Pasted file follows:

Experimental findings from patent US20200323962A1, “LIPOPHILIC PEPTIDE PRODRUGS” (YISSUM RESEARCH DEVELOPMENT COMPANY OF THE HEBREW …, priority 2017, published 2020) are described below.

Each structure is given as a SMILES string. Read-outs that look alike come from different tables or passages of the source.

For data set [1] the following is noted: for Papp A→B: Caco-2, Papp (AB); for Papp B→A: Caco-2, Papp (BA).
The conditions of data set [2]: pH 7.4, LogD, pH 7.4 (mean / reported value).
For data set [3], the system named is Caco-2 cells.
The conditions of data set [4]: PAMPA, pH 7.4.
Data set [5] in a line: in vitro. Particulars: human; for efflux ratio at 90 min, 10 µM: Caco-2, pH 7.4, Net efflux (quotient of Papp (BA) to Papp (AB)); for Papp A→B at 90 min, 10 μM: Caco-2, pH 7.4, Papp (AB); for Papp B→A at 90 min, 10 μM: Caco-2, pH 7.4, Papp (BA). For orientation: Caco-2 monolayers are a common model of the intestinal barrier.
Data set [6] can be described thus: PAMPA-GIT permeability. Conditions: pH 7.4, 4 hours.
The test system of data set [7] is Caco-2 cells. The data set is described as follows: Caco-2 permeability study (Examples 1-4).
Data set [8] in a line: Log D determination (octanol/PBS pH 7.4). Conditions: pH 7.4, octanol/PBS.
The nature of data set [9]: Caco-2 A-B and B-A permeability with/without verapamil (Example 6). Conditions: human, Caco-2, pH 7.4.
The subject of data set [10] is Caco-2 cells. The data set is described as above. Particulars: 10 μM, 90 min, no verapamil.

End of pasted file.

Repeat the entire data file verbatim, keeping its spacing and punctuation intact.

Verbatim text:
Experimental findings from patent US20200323962A1, “LIPOPHILIC PEPTIDE PRODRUGS” (YISSUM RESEARCH DEVELOPMENT COMPANY OF THE HEBREW …, priority 2017, published 2020) are described below.

Each structure is given as a SMILES string. Read-outs that look alike come from different tables or passages of the source.

For data set [1] the following is noted: for Papp A→B: Caco-2, Papp (AB); for Papp B→A: Caco-2, Papp (BA).
The conditions of data set [2]: pH 7.4, LogD, pH 7.4 (mean / reported value).
For data set [3], the system named is Caco-2 cells.
The conditions of data set [4]: PAMPA, pH 7.4.
Data set [5] in a line: in vitro. Particulars: human; for efflux ratio at 90 min, 10 µM: Caco-2, pH 7.4, Net efflux (quotient of Papp (BA) to Papp (AB)); for Papp A→B at 90 min, 10 μM: Caco-2, pH 7.4, Papp (AB); for Papp B→A at 90 min, 10 μM: Caco-2, pH 7.4, Papp (BA). For orientation: Caco-2 monolayers are a common model of the intestinal barrier.
Data set [6] can be described thus: PAMPA-GIT permeability. Conditions: pH 7.4, 4 hours.
The test system of data set [7] is Caco-2 cells. The data set is described as follows: Caco-2 permeability study (Examples 1-4).
Data set [8] in a line: Log D determination (octanol/PBS pH 7.4). Conditions: pH 7.4, octanol/PBS.
The nature of data set [9]: Caco-2 A-B and B-A permeability with/without verapamil (Example 6). Conditions: human, Caco-2, pH 7.4.
The subject of data set [10] is Caco-2 cells. The data set is described as above. Particulars: 10 μM, 90 min, no verapamil.